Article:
When is graffiti not graffiti? That’s a question I’ve tangled with before and not one I feel has a straightforward answer. If you want to get eggheaded about it the term “graffiti” comes from the Italian graffito which means “to scratch” and became associated with vandalism because people like the ancient Romans were not only conquerors but also tourists who went to places like the pyramids of Egypt and scratched notes into the rocks. Sometimes they scratched a thumbs-up sign and sometimes they’d leave notes like, “Very good. Would visit again. Please come see my stadium.–Flatulus” but that’s another story.
I guess that’s why some people feel that “graffiti” is inappropriate for painted works or even too high falutin’ so they employ a low falutin’ term like “street art”.
But what if it’s not even on a street? And what if it’s not even vandalism but is commissioned work that happens to look like graffiti? Maybe I’m making this harder than it needs to be, but if graffiti can be art then art can also be graffiti.
I was sent along this mental Möbius strip by Michelle of Still Not A Journal who shared some pictures of works on and near a building “next to Tallebudgera Creek and under the Pacific Motorway” which she adds is “a dodgy looking area”. The place is called Expressive Ground which it turns out is a performance venue. The way they’ve decorated the place seems like a performance in itself, but I’m not going to get eggheaded and talk about “dynamism” and stuff like that. Here are the pictures:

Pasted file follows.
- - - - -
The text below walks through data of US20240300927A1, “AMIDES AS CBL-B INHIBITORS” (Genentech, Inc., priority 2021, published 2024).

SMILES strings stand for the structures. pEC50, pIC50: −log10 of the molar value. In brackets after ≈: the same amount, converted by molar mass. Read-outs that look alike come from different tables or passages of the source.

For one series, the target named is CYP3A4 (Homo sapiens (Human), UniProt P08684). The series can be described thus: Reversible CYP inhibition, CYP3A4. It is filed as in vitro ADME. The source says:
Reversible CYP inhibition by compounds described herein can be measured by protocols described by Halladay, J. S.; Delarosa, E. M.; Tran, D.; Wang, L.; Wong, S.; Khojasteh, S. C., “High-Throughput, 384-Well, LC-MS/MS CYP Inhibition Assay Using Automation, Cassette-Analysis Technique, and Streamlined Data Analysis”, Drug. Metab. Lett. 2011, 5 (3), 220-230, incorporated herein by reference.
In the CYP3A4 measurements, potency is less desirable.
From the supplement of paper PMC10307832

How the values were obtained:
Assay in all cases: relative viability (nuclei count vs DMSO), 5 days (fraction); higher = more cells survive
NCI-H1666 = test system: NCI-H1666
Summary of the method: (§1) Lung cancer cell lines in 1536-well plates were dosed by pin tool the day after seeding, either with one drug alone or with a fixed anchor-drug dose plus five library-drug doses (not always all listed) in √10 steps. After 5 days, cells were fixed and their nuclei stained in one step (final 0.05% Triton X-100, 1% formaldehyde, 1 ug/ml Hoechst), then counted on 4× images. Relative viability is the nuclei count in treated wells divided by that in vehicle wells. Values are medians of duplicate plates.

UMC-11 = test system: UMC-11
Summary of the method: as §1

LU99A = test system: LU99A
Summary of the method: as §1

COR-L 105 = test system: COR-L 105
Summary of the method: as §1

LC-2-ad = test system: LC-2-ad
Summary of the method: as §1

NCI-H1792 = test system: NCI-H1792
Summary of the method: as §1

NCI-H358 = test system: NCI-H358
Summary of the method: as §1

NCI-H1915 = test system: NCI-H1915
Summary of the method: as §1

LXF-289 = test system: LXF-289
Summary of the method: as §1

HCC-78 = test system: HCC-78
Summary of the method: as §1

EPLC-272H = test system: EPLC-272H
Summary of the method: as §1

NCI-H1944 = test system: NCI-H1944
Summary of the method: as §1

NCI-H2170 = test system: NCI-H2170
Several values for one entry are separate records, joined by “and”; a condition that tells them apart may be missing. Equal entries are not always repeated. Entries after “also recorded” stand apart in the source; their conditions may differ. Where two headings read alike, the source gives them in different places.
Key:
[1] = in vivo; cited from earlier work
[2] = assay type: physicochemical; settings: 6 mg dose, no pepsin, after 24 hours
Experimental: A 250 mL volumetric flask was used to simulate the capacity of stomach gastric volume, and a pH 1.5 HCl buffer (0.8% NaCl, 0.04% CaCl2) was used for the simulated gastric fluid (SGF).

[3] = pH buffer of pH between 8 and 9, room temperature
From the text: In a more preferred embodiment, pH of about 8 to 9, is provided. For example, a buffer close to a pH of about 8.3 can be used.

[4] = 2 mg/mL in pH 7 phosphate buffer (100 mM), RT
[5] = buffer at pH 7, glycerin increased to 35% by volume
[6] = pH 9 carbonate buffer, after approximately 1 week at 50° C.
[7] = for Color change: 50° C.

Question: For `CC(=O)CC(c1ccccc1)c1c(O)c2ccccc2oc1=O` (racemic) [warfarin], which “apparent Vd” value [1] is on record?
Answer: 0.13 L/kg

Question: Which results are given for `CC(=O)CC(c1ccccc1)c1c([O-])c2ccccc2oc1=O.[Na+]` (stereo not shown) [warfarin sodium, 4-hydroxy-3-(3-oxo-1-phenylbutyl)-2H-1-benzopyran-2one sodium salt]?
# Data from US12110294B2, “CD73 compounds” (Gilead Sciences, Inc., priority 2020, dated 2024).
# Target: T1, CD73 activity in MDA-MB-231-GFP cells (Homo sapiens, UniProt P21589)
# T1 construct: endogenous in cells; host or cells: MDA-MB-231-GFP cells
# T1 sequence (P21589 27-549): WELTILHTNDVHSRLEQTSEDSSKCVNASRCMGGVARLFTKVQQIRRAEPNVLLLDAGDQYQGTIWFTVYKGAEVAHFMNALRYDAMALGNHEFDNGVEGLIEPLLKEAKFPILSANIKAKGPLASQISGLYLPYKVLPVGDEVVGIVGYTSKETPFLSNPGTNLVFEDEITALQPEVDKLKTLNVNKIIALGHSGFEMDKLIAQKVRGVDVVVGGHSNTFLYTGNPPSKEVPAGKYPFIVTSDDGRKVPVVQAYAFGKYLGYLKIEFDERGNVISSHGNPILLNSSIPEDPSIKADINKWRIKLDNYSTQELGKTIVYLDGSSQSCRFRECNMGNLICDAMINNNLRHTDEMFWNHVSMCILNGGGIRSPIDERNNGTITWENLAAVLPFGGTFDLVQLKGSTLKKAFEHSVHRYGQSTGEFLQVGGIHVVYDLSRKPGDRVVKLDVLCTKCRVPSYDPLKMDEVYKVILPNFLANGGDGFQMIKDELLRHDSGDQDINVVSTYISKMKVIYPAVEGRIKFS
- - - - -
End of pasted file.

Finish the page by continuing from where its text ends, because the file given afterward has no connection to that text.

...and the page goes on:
The animal pictures are especially wonderful because they’re examples of that high falutin’ term trompe l’oeil, and also because I love how proud Australians are of their native fauna. And I can’t think of Australia without thinking of Bullamakanka so go and listen to their song “The Bunyip From Hooligan’s Creek”, not to be confused with The Bunyip of Berkeley’s Creek, which is another story, and if you recognized the Kate Bush song that was the source for the title of this post give yourself five bonus points.